THE CHALLENGE OF “APOSTOLIC SIMPLICITY”
No 12, February 2012
Bishop deBrésillac was a missionary in India for twelve years in an area where the challenges for doing mission were numerous and demanding. He felt strongly the need to look at the experience of Jesus’ Apostles and the early Christians. In his youth he had been marked by the reading of a book on sacred history that outlined this experience. In 1843 he wrote to Bishop Bonnand: “I would like that we employ all possible means at once and especially that we do not neglect those means that come closest to the simple evangelical preaching of the Gospel of the Apostles … “(December 1843).
At the same time, he wrote to his friend Father Luquet, and wondered why the missions were far from their “natural state”: “In my opinion, it is that one does act like the apostles in the apostolic ministry” and then adds: “My whole thought can be summarized in these two words: To do what the Apostles did and as the Apostles did it, only this, but nothing less than this. So I would like an institution that is absolutely, purely and truly apostolic” (December 3, 1843). He understands that to achieve this objective he must take into consideration the real situation: “My ideas will probably undergo many changes before they are formed. The main thing is they come as close as possible to the Apostles” (ibid.). He also thinks of the twelve holy and devout scholarly bishops who, sent by the Pope, like the ancient apostolic vicars, would march on foot in the various continents, dressed evangelically and who would preach the folly of the Cross, ″thus renewing the time of Peter and Paul.″
Why this reminder of our Founder’s thoughts on a simple and apostolic mission? Because today there is an important and urgent need for simplicity in our own way of being and acting as missionaries of a “Society of Apostolic Life” and there is a need for a courageous choice, in ways that are not impossible, to return to what is essential in the mission that Jesus has given to us.
If you look at the course of history and the geography of the Christian faith we realize that we could have proclaimed the Good News to the peoples of every continent more fully and we could have done it better. The same is true for the building of authentic local Churches.
It is worth recalling the rapid advance of the Christian movement in the first five centuries in the West and the East (the mission during this period in the East was rich in instruction and is almost unknown to us), when we were closer to the simplicity of the Apostles (the institutional aspect was minimized) and to see that, following this period, the number of difficulties, both theoretical and practical which, for centuries, have slowed and sometimes stopped, the movement and reception of the preaching of the gospel. Indeed, the more the Christian movement became “Christianity” and the more it became more structured, the less ‘mission’ had momentum as the commitment of all the baptized.
To come to our own time, the simplicity of the Apostolic era would help us to be more incisive and efficient, more essential, more capable of performing a task which by its nature, should be contextual; more open to the changes of our time (the digital age) that requires ever more speed, efficiency and a freedom of spirit that does not mean that we do what we want but we do it for the best reasons: “what God wants, as he wants, and nothing more” (From Brésillac, Retreat to Missionaries, 245). This would reduce the wide dispersion of energy that is part and parcel of missionary institutions: this dispersion is caused by, among other things, the weight of very heavy structures, by individualism seeking the promotion of personal projects only, by the too frequent tendency to shun to the sidelines the laity who were, for centuries, the great craftsmen of the Christian way and the guardians of the Christian faith in several countries.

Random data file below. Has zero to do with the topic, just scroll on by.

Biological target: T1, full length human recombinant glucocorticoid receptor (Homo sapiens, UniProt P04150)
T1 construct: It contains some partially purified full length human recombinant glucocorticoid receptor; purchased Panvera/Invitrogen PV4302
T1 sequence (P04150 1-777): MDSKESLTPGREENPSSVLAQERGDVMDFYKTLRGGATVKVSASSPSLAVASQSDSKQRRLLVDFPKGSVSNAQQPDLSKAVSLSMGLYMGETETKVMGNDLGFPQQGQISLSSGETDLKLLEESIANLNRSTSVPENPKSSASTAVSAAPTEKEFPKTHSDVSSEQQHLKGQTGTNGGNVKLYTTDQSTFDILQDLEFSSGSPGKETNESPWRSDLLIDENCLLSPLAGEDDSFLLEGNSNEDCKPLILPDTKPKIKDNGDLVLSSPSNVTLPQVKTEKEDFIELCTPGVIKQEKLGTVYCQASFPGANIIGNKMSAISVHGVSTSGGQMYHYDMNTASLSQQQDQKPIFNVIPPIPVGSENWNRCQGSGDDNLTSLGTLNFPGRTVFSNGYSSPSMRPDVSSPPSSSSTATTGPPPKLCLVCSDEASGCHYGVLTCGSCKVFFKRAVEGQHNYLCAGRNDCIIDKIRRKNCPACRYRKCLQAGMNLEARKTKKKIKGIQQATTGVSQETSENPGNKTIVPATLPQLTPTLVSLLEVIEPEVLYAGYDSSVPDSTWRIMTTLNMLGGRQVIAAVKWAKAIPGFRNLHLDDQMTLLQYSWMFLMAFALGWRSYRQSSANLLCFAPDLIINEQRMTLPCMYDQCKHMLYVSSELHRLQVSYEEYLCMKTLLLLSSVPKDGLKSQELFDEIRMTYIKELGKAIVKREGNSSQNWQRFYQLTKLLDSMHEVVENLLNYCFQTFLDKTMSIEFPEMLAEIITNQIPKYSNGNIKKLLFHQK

To return to our founder, his dream as a young missionary was to improve the situation of mission: could the depth of his thought not help us today?
– Our spiritual progress, which is both necessary and constant, draws us closer to God: he is an infinitely simple being and he shares his simplicity with the disciples of his Son Jesus in what they are and in what they do.
– This grace of God helps us in our interpersonal relationships: intellectualism, the inability to break free from ideological points of view, wild opinions, disturbing subjectivism extended into every sphere, devious behavior and twisted and ambiguous discourse, the anxious attention to the structure and pettiness of everyday life, make it difficult for Apostolic communities and for Apostolic work. Missionary activity demands clear choices, which are concerted, disinterested, and in full harmony with ecclesial options, if they exist…
– Jesus tells us: “When you speak, say ”Yes” or ”No”; the rest comes from the evil one” (Mt 5: 37). We are at ease when we meet someone who says “Yes” and means yes and when he says “No” and means no!
The Episcopal motto of our founder was “Lumen Rectis“: light for the upright. This is one of the fruits of the simplicity of the Apostles. It is a guarantee for today’s mission in a world where it is ever more urgent to present ourselves as missionaries who know what they are (an identity that is clear and precise), who know for whom they live and act (Jesus Christ the missionary of the Father and the only Saviour), who know who they wish to have their first contact with (every category of the poor and oppressed) and who know what news they announce (the Gospel and the whole Gospel).
If we keep this focus, we are just to those who meet us and to those whom we want to meet as messengers of Jesus Christ, the missionary of the Father.
Fr Bruno Semplicio SMA
Postulator for the Cause of Melchior de Marion Brésillac